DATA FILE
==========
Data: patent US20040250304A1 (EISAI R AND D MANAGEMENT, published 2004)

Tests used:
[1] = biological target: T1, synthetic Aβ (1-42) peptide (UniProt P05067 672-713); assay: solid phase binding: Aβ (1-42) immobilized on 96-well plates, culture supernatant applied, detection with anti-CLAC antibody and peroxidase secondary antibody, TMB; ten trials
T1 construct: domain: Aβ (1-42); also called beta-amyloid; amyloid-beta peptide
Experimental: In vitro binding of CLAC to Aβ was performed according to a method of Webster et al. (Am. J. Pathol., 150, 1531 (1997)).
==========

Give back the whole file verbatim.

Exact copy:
Data: patent US20040250304A1 (EISAI R AND D MANAGEMENT, published 2004)

Tests used:
[1] = biological target: T1, synthetic Aβ (1-42) peptide (UniProt P05067 672-713); assay: solid phase binding: Aβ (1-42) immobilized on 96-well plates, culture supernatant applied, detection with anti-CLAC antibody and peroxidase secondary antibody, TMB; ten trials
T1 construct: domain: Aβ (1-42); also called beta-amyloid; amyloid-beta peptide
Experimental: In vitro binding of CLAC to Aβ was performed according to a method of Webster et al. (Am. J. Pathol., 150, 1531 (1997)).